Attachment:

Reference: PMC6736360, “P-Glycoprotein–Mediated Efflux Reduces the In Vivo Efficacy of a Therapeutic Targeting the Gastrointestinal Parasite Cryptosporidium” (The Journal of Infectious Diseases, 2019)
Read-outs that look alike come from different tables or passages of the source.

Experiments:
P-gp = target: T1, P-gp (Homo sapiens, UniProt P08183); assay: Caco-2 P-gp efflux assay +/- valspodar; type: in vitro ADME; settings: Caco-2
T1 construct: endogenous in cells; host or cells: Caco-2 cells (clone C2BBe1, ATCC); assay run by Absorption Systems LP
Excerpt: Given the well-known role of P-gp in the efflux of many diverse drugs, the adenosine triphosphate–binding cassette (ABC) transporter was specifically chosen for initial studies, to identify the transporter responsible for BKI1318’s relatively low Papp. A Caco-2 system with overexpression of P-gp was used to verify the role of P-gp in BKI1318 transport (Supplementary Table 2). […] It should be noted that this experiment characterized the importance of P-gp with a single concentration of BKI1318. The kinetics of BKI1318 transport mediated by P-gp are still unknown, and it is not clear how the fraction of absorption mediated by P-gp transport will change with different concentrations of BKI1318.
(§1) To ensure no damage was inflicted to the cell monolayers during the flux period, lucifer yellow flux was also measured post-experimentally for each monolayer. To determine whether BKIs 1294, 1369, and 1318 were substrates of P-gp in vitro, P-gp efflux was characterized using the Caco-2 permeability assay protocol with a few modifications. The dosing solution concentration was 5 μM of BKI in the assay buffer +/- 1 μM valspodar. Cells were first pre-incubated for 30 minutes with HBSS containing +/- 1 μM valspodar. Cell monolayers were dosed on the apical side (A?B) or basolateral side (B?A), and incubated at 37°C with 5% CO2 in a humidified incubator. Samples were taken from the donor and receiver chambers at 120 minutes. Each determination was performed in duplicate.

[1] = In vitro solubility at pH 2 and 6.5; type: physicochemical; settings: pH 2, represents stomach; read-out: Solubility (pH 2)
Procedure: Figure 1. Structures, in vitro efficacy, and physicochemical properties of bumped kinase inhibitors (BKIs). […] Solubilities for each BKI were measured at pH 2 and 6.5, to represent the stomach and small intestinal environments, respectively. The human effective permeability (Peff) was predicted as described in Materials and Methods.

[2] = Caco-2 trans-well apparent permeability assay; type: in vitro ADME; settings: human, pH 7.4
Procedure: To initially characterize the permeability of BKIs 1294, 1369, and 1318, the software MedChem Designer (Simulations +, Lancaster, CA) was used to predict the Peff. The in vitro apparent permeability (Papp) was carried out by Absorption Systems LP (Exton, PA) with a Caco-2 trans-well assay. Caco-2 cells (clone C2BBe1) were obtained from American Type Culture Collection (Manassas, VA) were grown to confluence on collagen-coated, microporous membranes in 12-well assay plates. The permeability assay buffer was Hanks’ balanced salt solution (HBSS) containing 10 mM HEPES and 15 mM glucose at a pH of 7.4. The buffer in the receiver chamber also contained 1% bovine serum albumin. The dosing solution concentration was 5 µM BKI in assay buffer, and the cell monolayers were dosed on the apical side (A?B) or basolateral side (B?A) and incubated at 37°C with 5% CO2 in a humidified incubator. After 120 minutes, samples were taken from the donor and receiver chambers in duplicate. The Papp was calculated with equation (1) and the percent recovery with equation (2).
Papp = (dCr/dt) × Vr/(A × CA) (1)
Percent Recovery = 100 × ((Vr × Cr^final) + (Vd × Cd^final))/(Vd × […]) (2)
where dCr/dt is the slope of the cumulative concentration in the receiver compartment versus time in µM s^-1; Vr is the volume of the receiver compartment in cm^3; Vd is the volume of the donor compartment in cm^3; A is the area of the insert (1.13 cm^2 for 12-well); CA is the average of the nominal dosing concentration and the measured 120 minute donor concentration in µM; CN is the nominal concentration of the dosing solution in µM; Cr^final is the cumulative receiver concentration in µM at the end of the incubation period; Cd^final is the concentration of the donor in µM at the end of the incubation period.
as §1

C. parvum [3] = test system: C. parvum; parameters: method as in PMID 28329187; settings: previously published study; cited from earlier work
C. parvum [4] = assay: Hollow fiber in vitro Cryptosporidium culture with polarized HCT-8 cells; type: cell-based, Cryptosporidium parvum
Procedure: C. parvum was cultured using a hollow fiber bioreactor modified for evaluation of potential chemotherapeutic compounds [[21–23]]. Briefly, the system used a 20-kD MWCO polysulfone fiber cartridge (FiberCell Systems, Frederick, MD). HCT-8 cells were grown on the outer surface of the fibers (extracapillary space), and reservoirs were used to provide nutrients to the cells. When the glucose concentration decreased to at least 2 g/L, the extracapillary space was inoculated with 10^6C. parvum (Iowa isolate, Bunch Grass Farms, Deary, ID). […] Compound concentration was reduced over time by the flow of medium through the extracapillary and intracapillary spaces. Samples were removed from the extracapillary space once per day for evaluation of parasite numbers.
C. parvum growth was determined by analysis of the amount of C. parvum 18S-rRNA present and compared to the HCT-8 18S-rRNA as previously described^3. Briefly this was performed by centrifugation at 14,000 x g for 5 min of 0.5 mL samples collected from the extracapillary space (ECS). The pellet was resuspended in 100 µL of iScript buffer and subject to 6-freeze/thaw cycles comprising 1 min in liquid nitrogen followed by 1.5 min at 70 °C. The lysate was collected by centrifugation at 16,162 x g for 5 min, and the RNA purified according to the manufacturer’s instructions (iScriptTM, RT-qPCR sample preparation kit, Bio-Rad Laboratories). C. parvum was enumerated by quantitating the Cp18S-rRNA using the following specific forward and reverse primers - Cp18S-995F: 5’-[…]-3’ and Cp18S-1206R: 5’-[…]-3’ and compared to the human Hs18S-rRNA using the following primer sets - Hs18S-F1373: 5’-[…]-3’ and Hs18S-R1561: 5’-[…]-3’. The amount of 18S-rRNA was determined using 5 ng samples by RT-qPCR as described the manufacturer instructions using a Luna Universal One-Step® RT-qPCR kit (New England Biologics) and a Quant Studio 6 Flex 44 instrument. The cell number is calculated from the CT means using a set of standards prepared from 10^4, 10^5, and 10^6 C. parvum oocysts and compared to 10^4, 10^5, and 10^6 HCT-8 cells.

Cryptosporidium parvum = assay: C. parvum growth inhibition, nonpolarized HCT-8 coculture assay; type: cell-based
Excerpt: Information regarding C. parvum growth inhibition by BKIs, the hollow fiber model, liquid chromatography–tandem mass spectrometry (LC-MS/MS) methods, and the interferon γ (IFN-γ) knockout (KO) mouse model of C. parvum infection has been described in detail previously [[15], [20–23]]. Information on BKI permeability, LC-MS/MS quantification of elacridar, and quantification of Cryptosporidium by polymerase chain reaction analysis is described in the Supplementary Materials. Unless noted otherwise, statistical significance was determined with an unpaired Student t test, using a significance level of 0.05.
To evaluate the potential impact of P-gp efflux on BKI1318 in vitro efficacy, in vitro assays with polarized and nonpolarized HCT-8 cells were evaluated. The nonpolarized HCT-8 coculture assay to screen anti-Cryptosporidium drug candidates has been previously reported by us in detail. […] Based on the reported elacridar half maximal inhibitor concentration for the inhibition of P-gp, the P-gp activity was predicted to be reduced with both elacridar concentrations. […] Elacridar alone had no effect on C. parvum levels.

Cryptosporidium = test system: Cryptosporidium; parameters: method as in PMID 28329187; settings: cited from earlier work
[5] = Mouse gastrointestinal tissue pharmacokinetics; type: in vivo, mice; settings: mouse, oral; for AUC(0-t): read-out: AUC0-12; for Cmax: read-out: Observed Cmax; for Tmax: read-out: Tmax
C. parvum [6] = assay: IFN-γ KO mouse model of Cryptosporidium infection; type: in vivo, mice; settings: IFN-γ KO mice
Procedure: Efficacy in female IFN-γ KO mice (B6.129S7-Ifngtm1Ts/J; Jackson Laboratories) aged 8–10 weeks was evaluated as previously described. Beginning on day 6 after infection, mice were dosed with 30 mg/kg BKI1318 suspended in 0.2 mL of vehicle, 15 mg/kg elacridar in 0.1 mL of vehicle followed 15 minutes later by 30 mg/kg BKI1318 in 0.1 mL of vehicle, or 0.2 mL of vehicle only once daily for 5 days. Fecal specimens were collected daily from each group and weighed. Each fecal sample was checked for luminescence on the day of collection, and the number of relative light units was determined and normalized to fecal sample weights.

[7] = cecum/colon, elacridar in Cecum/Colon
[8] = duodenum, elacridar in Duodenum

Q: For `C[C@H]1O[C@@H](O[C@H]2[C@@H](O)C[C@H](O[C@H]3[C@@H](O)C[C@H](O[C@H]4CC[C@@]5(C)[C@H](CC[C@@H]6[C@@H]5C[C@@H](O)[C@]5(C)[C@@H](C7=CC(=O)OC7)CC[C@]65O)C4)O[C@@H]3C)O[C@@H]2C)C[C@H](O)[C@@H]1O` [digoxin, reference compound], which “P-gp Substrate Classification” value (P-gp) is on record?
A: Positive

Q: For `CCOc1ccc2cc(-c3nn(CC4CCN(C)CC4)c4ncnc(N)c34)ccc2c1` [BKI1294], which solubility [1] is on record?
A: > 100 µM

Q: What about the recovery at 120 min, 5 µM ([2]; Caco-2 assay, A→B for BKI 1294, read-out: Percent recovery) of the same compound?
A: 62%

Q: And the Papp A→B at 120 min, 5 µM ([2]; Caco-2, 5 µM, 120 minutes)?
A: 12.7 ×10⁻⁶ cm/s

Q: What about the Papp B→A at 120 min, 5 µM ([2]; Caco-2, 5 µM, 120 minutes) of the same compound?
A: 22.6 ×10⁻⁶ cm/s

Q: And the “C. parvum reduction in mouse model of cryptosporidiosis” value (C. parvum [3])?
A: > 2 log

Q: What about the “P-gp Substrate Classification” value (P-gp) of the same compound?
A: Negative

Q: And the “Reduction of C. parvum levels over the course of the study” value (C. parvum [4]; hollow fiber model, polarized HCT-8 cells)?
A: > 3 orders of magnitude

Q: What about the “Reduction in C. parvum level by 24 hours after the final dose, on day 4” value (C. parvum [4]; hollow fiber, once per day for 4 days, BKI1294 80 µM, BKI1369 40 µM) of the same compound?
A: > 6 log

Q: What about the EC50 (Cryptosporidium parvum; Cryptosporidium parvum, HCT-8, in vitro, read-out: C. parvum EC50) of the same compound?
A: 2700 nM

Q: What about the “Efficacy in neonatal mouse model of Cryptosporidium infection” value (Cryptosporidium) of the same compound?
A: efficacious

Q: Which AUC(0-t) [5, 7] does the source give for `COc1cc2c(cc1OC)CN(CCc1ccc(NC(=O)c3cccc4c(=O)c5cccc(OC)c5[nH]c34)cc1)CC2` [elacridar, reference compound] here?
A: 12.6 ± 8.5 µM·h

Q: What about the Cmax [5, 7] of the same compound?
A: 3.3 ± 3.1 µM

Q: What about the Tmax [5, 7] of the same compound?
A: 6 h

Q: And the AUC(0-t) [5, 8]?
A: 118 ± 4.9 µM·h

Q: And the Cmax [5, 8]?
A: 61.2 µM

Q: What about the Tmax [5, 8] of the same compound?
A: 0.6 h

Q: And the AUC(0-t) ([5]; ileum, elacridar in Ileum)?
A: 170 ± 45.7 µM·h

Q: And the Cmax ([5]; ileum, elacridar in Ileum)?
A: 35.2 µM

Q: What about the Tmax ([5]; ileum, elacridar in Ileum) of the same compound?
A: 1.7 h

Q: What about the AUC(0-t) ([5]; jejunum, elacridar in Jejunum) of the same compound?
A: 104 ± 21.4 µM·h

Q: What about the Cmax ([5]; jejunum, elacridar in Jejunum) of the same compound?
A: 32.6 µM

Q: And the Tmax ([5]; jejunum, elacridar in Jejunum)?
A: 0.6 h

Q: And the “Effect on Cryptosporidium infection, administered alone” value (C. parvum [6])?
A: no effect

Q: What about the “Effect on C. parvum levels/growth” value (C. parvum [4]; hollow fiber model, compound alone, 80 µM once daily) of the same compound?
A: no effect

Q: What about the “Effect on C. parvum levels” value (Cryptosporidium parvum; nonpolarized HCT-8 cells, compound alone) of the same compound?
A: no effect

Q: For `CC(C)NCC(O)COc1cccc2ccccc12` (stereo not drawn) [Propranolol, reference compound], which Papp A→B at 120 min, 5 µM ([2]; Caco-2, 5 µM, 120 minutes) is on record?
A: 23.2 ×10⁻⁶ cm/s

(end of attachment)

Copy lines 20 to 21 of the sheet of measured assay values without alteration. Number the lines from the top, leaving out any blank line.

Cryptosporidium parvum = assay: C. parvum growth inhibition, nonpolarized HCT-8 coculture assay; type: cell-based
Excerpt: Information regarding C. parvum growth inhibition by BKIs, the hollow fiber model, liquid chromatography–tandem mass spectrometry (LC-MS/MS) methods, and the interferon γ (IFN-γ) knockout (KO) mouse model of C. parvum infection has been described in detail previously [[15], [20–23]]. Information on BKI permeability, LC-MS/MS quantification of elacridar, and quantification of Cryptosporidium by polymerase chain reaction analysis is described in the Supplementary Materials. Unless noted otherwise, statistical significance was determined with an unpaired Student t test, using a significance level of 0.05.